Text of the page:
emma st john

Interview season is finally here. Perhaps you’re thinking, “Where do I even begin?!” Don’t worry—Ooligan Press has you covered.

Let’s start with the basics. Start by creating a list of background questions that are most likely to be asked, and work with your author on preparing answers for them. These questions are often formalities to establish your credibility, create rapport with the interviewer, and set the stage for more important questions later. By anticipating these questions and ensuring the author is comfortable answering them, your author will be able to get through these faster and therefore increase the amount of time that can be spent on the more critical questions that follow.

The next step involves promoting your book (and your author). It’s important to plan for the types of opinion and perspective questions the interviewer might ask. Knowing that more difficult questions are coming helps you prepare your author and prepare their responses, which can be used as opportunities to promote your book and your personal brand.

Here are some tips and suggestions to keep in mind when thinking about how to best prep your author for their upcoming interview:

  • Make a list of questions you would ask if you were interviewing yourself or the author.
  • Prepare answers that give the opportunity to reference the book—themes, key selling points, or anything else you want people to take away from or remember after the interview.
  • Don’t try to fully “script” or memorize your responses to the basic questions about education, general interests, employment (or self-employment), history, etc. Instead, prepare a mind map or fact sheet that lists the background questions you’re likely to be asked, along with the key ideas and connections you want to make for the book. Be sure to use a large type size so that you can glance at it during the interview.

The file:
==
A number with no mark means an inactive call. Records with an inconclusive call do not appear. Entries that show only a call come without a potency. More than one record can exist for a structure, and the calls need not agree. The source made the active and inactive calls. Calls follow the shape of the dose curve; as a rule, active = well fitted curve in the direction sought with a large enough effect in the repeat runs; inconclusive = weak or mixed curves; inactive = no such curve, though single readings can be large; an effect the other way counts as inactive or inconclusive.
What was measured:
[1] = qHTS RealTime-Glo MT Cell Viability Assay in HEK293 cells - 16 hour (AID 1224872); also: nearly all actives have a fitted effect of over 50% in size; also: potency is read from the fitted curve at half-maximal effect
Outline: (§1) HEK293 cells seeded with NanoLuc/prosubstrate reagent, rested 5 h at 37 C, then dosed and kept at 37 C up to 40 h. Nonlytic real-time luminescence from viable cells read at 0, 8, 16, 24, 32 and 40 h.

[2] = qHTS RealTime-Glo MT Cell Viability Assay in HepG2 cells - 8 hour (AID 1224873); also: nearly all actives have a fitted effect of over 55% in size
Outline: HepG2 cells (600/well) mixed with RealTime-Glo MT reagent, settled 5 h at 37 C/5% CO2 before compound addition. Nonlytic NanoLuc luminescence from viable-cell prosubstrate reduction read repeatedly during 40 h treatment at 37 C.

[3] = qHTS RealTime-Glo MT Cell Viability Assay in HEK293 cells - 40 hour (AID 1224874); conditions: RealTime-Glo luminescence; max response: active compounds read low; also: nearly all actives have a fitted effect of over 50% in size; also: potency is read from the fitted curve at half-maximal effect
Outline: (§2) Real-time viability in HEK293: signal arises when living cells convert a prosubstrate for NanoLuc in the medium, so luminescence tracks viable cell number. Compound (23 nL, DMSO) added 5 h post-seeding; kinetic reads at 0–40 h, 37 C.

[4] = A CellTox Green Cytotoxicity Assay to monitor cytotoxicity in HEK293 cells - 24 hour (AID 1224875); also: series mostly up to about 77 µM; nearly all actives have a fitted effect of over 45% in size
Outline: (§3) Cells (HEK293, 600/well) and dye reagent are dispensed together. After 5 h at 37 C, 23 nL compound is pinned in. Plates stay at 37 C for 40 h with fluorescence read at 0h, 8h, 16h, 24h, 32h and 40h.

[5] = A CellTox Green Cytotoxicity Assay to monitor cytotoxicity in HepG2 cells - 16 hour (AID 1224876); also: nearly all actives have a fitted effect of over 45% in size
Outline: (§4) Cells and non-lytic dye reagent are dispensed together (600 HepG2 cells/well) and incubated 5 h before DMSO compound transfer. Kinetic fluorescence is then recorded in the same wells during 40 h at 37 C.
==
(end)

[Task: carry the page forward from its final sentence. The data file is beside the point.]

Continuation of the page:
• Avoid full sentences when organizing before the interview. Instead, jot down the main ideas and phrases you want to include in your answers. Sentences encourage your author to read their responses rather than to respond in a confident and enthusiastic tone.
  • Never read your answers! Instead, review your cheat sheet beforehand and have it handy to quickly glance at during the interview. This works especially well when using Zoom or with virtual interviews.
  • Make sure you and your author are on the same page! Set up a meeting before a publicity interview to discuss key selling points and other topics to ensure consistency.

Lastly, it is important to emphasize to your author the importance of how you say something, not just what you say. It isn’t just your message that improves when you anticipate and prepare for your interview. The more you prepare, the more comfortable you’ll be during the interview, and your comfort instantly communicates itself to your interviewer as well as those reading, viewing, or listening. With anticipation and preparation, your responses to the interview questions will not only be on-point and relevant, but your delivery will also communicate your confidence, likability, and enthusiasm for your book. With a little anticipation and preparation, you’ll emerge not only as an expert, but as a likable expert!

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